Are You Holding A Grudge?

By on November 4, 2013

blowoffDon’t be an angry bird. If you’re the sort who believes that anger is just part of your DNA– I was born this way, you say– you might want to rethink your claim. Holding a grudge and holding onto anger is not just who you are.  None of us are hardwired to get angry. That’s just a bird-brained notion.

If you feel your blood boiling at the suggestion that anger issues are not innate, take a minute to read the below where Bob Burg, author of ADVERSARIES INTO ALLIES: Win People Over Without Manipulation or Coercion shares his 7 steps to overcoming anger. They might just help you blow-off some steam.

1) Become aware. Without awareness that there is a problem, we won’t do what we need to do in order to overcome it. If you’ve recognized anger as a problem in your life and a hindrance to your personal and professional effectiveness, congratulations!

2) Desire. Truly desire to lose anger as a character trait. This is key. Without the desire to change and a commitment to see it through, utilizing these methods will be no more effective for the long term than trying to cover an already infected injury with a band aid.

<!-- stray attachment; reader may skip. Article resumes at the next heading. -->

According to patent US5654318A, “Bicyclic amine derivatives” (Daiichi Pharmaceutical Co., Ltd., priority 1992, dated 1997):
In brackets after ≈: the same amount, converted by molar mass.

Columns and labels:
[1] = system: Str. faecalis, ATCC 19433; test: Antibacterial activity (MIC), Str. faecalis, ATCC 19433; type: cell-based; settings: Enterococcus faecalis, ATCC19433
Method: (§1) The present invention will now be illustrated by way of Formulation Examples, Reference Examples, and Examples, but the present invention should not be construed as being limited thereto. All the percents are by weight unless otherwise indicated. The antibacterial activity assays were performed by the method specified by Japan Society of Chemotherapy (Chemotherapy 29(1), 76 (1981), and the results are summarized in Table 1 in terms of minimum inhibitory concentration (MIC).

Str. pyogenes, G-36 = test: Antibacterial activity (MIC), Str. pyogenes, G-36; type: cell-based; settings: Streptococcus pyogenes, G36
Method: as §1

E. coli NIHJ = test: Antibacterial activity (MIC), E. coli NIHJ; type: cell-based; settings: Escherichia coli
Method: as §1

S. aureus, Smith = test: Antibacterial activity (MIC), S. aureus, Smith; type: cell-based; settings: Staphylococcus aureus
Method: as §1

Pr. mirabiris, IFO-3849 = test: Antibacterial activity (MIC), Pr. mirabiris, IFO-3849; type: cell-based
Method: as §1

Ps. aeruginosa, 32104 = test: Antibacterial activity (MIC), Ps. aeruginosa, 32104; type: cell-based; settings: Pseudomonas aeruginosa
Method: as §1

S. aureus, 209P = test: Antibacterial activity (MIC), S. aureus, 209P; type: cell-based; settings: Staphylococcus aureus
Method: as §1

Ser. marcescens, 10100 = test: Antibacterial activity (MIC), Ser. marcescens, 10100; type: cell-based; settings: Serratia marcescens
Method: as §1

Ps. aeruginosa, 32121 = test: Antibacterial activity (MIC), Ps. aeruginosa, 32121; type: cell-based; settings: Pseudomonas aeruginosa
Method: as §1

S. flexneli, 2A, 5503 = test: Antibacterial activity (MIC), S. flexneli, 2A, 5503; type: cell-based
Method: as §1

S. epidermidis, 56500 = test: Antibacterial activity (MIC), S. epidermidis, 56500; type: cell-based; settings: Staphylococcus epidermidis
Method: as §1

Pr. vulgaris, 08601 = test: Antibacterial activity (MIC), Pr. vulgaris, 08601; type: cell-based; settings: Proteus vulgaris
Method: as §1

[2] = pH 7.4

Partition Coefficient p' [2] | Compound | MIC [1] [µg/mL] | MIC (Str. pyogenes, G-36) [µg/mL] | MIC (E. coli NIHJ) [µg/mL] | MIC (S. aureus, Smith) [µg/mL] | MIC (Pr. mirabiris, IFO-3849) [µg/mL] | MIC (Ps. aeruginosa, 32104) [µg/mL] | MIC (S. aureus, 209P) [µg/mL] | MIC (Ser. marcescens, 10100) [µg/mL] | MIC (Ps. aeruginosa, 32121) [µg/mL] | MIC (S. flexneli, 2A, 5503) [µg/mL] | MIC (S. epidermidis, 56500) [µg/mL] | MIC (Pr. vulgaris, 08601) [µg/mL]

3) Imagine. Picture situations and scenarios that could happen (perhaps based on past experience) that would elicit anger and see yourself handling them in a calm, constructive, and positive manner.

4) Play. That is, play a mind game. Pretend you are in the midst of an outburst of anger. Then imagine that a seven-foot-tall, 450-pound, ferocious looking man wielding a machine gun enters the room, looks at you, and says, “If you don’t stop your anger right now, you’re in trouble.” Would you be able to calm down and immediately end your angry outburst?

5) Recognize. If you could do it in that situation, then you’ve just proved to yourself that you are capable of not becoming angry whenever you are motivated enough not to be. And if you can do it once, you can do it whenever you choose.

6) Apply. Next time you find yourself in a situation where anger is welling up and you feel as though you’re going to explode, first become conscious of the situation. If you begin to rationalize (rational lies) that you cant’ stop yourself , imagine the very large machine-gun-wielding man threatening you.  Remember that you could (and would!) calm yourself if you found yourself in that circumstance. And if you could do it then, you can do it now — your desire to lose the trait of anger will have to be stronger than the immediate gratification of letting yourself erupt into the familiar angry rage.

7) Build on your small success. You don’t have to be 100 percent successful in order to take pleasure in your progress. Maybe the first few times you simply don’t get as angry as usual. Or you handle it well a couple of times and then slip up. Then you do it well again. Don’t put pressure on yourself to be perfect. Just do your best. You’re well on your way.

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